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Are you a Heart Attack Candidate? Risk Factors and Ways to Protect Yourself

by Dr. David Minkoff November 02, 2016 3 min read 0 Comments

Are you a Heart Attack Candidate? Risk Factors and Ways to Protect Yourself

The statistics on heart disease in the United States are staggering. In a 2014 survey, 27.6 million people in the U.S. reported having a diagnosed heart disease. This was 11% of adults surveyed. Heart disease is also the leading cause of death for both men and women in the United States, with 1 in 4 deaths attributed to heart disease.

Heart attacks occur when there is a restricted flow of oxygen-rich blood to your heart. In most cases, plaque build-up in the arteries is the cause of reduced blood flow. Without prompt medical treatment while experiencing a heart attack, this restricted blood flow causes a portion of the heart muscle to be damaged and begin to deteriorate, which may cause severe and long-lasting health problems. Most heart attacks occur as a result of coronary heart disease (CHD).

Reducing your chances of developing heart disease is key to lessening the likelihood of a life-threatening heart attack.

Risk Factors for Heart Attack

Several factors have been found to heighten your heart attack risk. These factors include age, health, lifestyle, family history and hereditary predispositions. The following are major factors that have been linked to a higher risk of heart attack.

  • High blood pressure
  • High cholesterol levels
  • Diabetes
  • Use of estrogens
  • Excessive, long-term alcohol consumption
  • Tobacco smoke (smoking)
  • Obesity or overweight
  • Physical Inactivity

Preventative Measures: Preventing Heart Disease and Heart Attack

There are several measures that are recommended in order to prevent heart disease and lower your chances of experiencing a heart attack. Below are a few simple strategies you can begin to incorporate into your life, and the lives of your loved ones, to help fend off heart disease and reduce the risk of a heart attack.

Healthy Diet

A consistently unhealthy diet, rich in saturated and trans fats and sodium, can lead to high blood cholesterol levels, and increase your chances of developing diabetes and high blood pressure. Instead, reduce your consumption of unhealthy fats and sodium, opting for a healthier diet, rich in nutrients and whole grains. The Paleo diet, heavy on protein and healthy fats and low on carbohydrates, is increasingly popular with fitness experts and athletes. Following a Paleo diet can help lower blood pressure and cholesterol, assist with weight maintenance, help build lean muscle mass and improve your overall health.

Exercise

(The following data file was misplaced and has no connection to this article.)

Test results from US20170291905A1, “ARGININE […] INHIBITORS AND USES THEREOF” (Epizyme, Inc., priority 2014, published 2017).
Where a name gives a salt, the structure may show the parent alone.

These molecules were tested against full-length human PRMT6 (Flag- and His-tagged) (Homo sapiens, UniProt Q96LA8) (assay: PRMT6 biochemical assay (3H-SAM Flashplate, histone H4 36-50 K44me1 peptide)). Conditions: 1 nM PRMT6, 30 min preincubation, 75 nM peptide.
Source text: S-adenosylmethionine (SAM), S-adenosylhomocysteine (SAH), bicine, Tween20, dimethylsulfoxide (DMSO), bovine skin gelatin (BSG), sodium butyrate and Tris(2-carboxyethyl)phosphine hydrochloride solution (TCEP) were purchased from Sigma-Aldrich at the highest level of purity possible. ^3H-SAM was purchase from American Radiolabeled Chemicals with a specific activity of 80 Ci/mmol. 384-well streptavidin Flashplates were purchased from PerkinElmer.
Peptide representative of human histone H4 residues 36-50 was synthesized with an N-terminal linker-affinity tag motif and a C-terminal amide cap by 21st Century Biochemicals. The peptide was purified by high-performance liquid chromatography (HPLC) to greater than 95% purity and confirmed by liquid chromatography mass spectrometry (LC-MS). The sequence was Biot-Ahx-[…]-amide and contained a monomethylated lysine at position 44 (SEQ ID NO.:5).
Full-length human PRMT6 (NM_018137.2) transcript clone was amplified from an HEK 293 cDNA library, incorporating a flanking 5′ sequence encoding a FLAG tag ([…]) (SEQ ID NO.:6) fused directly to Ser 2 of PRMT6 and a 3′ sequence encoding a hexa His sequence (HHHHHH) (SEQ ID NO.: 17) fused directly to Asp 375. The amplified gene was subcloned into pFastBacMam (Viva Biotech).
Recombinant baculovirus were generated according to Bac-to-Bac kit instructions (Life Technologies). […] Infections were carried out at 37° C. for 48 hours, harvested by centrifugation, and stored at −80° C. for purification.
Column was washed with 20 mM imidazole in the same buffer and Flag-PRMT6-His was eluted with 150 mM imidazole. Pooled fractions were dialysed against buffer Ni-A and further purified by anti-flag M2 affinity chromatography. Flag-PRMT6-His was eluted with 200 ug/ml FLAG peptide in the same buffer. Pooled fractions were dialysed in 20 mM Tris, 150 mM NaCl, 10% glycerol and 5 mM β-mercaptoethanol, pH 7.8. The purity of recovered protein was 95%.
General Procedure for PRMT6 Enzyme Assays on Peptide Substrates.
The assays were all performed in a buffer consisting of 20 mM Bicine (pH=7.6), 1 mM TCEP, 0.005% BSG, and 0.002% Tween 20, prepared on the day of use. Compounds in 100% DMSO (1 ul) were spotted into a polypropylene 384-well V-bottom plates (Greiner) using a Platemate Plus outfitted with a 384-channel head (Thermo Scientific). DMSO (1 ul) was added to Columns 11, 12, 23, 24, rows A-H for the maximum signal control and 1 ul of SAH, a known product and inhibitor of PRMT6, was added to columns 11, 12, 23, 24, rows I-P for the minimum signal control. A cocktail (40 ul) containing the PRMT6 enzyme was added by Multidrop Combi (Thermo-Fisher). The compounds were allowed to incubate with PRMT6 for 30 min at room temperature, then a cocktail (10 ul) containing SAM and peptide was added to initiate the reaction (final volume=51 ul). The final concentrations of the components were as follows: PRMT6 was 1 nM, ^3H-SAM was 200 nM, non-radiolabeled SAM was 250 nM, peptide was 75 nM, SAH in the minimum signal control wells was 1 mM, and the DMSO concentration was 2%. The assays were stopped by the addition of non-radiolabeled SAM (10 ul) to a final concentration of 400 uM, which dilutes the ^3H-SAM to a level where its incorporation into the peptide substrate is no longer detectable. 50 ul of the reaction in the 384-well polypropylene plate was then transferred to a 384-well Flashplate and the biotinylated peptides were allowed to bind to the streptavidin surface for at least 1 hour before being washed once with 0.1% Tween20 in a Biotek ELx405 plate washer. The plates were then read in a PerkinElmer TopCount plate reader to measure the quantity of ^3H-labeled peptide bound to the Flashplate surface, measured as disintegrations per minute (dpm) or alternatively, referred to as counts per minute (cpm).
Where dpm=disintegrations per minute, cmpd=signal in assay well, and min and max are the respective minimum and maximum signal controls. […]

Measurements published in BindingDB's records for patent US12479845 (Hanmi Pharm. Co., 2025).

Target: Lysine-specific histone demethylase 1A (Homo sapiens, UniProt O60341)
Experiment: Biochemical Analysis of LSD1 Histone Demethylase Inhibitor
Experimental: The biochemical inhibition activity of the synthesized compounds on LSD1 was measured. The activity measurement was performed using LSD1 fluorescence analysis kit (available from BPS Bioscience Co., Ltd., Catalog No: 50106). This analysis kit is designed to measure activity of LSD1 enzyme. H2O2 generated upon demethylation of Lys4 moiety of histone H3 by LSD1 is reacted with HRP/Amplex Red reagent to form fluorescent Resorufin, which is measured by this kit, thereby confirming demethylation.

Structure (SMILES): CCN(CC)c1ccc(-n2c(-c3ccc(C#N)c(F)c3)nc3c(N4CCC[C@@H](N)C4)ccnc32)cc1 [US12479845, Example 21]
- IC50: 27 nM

Not getting enough aerobic exercise and physical activity often contributes to higher blood cholesterol levels and increases your risk of obesity, which can both increase your chances of heart disease and heart attack. Regular aerobic exercise helps promote healthy blood pressure, cholesterol levels and a healthy heart!

Avoid Unhealthy Habits

Alcohol abuse, drug abuse and smoking can drastically increase your chances of heart disease and heart attack. Smoking, as well as long-term exposure to second-hand smoke, can increase your risk of heart attack. The use of illegal drugs, such as stimulant drugs like cocaine or amphetamines, can increase your risk of heart attack. These drugs can trigger spasms of the coronary arteries, which can lead to a heart attack.

Studies have also found there to be a link between heavy metal toxicity and heart disease. BodyHealth offers the Metal-Free™ Heavy Metal Detoxification Program for those looking to cleanse their body of these harmful contaminants found in our atmosphere and surrounding environment. To learn more about our cleansing and detox programs, visit our detox supplements page.*

*These statements have not been evaluated by the FDA. This product is not intended to diagnose, treat, cure, or prevent any disease.

Dr. David Minkoff
Dr. David Minkoff

Dr. Minkoff graduated from the University of Wisconsin Medical School in 1974 and was elected to the “Phi Beta Kappa” of medical schools, the prestigious Alpha Omega Alpha Honors Medical Fraternity for very high academic achievement. He then worked as an attending physician in infectious disease, co-directed a neo-natal intensive care unit and worked in emergency medicine until 1995. In 1997, his interest in alternative and complementary medicine led him to open LifeWorks Wellness Center, which has become one of the foremost alternative medicine clinics in the U.S. His search to find a source of the highest quality nutritional supplements led him to establish BodyHealth in 2000, a resource that could provide doctors with the best possible supplementation and education for their patients. Today, the BodyHealth products are used by hundreds of practitioners and individual consumers who seek all-natural wellness and detoxification supplements with a demonstrated high level of quality and effectiveness. In addition to their use by patients looking to heal disease, the BodyHealth products are also used by sports enthusiasts interested in achieving and maintaining optimal performance. As a 42-time Ironman triathlon finisher, (including 8 appearances at the Ironman World Championships) Dr. Minkoff has first-hand experience to help athletes achieve optimum conditioning. His expertise in protein synthesis, detoxification, and nutrition allow them to run, swim, and bike faster and longer. Today, Dr. Minkoff is an alternative healthcare expert, guest lecturer, writer, tv and radio show guest. He also authors two weekly newsletters, the BodyHealth Fitness Newsletter and the Optimum Health Report.



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